Interpreter Job Description
Interpreters facilitate communication between parties who speak two different languages. They do this by interpreting, translating and re-communicating both verbal and written messages from one language into another. This includes both spoken languages and sign languages.
The majority of Interpreters work for professional and educational services companies in conference and event settings, courtrooms, schools and hospitals. A handful work within healthcare and government. Many of them work from home submitting their work electronically. The Bureau of Labor Statistics estimates that the field will grow roughly 29 percent over the next ten years, much faster than average.
Interpreter Duties and Responsibilities
2014 - Present
Language Line Services
Interpreting oral conversations between patients and hospital staff.
Explaining patient complains and concerns of family members to the physician.
Enabling comprehension by using paraphrasing and simplifying tools.
Using sign language for better understanding of terminology.
In order to interpret communications, an Interpreter performs many different tasks. We analyzed job listings for Interpreter in order to identify these core duties and responsibilities.
Translate Verbal Communications
The bulk of an Interpreters job is to translate verbal communications, usually in real time. This can include speeches at conferences and events, meetings, classes and training sessions, or individual communications between two people or small groups of people. It is crucial that they interpret accurately and quickly in real time without leaving out or changing any information that is being communicated.
Translate Written Communications
Interpreters also translate written communications. These can include anything from documents and forms to meeting notes to emails to presentations. It’s important that they effectively communicate the meaning of the text and maintain its core message.
Acting as a liaison between two parties, the interpreters facilitate communications by assisting clients on behalf of their company. This can include helping them understand documents and information given out by the company, assisting them in filling out forms and paperwork and answering questions or addressing concerns on behalf of the client. They must also maintain a knowledge of the clients’ culture and be aware of any culturally sensitive issues that may arise.
The Interpreter is often required to document and record interactions and translations. They record their interactions by entering data into a system, and that information is then used for various statistical reporting purposes. This includes recording in-person interactions as well as phone conversations and taking meeting minutes.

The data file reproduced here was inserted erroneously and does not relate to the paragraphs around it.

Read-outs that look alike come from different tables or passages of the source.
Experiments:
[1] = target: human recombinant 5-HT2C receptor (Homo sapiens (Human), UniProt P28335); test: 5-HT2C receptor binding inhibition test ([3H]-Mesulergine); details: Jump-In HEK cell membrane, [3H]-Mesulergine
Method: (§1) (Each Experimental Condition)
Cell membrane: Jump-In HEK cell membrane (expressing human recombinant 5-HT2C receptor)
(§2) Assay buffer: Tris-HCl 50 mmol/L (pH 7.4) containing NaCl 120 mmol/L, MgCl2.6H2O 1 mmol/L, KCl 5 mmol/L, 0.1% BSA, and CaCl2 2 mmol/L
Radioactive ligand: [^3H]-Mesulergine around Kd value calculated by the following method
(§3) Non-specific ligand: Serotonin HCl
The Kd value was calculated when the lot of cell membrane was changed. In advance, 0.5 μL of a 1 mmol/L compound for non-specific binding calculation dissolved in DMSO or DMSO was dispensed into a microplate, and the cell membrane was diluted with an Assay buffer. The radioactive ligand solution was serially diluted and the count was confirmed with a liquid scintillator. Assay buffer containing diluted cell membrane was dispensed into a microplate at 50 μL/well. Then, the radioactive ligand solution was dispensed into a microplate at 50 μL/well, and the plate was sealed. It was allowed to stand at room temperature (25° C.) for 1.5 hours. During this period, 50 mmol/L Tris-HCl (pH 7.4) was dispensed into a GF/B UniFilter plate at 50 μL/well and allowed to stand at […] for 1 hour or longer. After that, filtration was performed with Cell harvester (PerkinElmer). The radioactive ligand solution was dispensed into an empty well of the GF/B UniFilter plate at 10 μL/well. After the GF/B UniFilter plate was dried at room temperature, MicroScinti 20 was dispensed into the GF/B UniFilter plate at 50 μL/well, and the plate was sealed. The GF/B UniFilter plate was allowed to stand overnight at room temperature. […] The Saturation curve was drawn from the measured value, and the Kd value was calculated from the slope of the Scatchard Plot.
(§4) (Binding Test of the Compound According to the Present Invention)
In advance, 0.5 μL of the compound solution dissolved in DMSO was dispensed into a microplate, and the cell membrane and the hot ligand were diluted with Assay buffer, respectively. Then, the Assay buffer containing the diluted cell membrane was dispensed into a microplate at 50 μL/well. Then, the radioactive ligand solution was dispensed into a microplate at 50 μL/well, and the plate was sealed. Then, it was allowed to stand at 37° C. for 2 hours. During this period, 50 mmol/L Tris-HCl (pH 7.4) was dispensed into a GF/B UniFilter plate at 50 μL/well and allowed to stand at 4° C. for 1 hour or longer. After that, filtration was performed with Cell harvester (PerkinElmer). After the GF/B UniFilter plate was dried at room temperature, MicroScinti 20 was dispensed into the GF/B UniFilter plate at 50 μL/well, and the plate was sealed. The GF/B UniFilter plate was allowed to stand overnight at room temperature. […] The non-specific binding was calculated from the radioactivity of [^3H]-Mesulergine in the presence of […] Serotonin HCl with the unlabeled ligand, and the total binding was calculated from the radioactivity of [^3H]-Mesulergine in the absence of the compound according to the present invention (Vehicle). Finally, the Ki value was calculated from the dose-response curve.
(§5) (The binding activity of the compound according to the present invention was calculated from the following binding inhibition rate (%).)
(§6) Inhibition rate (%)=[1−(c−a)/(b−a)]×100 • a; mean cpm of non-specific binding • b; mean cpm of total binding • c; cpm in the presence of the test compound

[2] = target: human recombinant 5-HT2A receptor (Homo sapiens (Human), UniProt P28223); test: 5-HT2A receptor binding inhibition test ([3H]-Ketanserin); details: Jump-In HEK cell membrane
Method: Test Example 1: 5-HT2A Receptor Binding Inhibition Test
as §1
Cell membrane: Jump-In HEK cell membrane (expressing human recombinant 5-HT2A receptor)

Exceptional experience in interpreting medical terms from a foreign knowledge
Operational knowledge of medical terminology, hospital setting and clinical practices
Deep knowledge of computer systems and applications used for interpretation purposes
Solid understanding of patient need and medical crisis
Because communication is the job of an Interpreter, they must have fantastic communication abilities, verbal and written, in both of the languages they will be using. They are personable and having great relationship-building skills, allowing them to effectively communicate and build relationships with both parties. Empathy and an awareness of other cultures is also crucial to being a successful Interpreter.
Core skills: Based on job listings we looked at, employers want Interpreters with these core skills. If you want to work as an Interpreter, focus on the following. Go getter enthusiastic ambitious
- Possessing a High School diploma or GED
- Having some relevant experience
- Being fluent in the two languages being interpreted
- Demonstrating translation abilities
- Showing knowledge of cultures involved
- Being comfortable with public speaking
Advanced skills: While most employers did not require the following skills, multiple job listings included them as preferred. Add these to your Interpreter toolbox and broaden your career options.
- Bachelor’s degree in language being interpreted
- Associate’s degree in Interpreting
- Prior interpreter experience with spoken word
- Experience working in government positions
- Industry-specific knowledge
- Completing an interpreting certificate program
We searched the Web to find the best industry resources to help you continue exploring a career as an Interpreter. From thought leaders to industry groups, this list is packed with opportunities to learn, connect and engage.
On the Web
The Linguist – A blog from a professional linguist
The Interpreter Diaries – Blog from a professional interpreter
Sign Language NYC – Blog from one of the biggest sign language interpreter services organizations
American Translators Association – Association for translators
National Council on Interpreting in Healthcare – Association for interpreters in healthcare
National Association for Interpretation – Leading professional organization for interpreters
The Bilingual Courtroom – A book on being a judicial interpreter
The Interpreters – Stories from interpreters who served in the U.S. military
Interpreters and Translators – A book filled with first-hand career information
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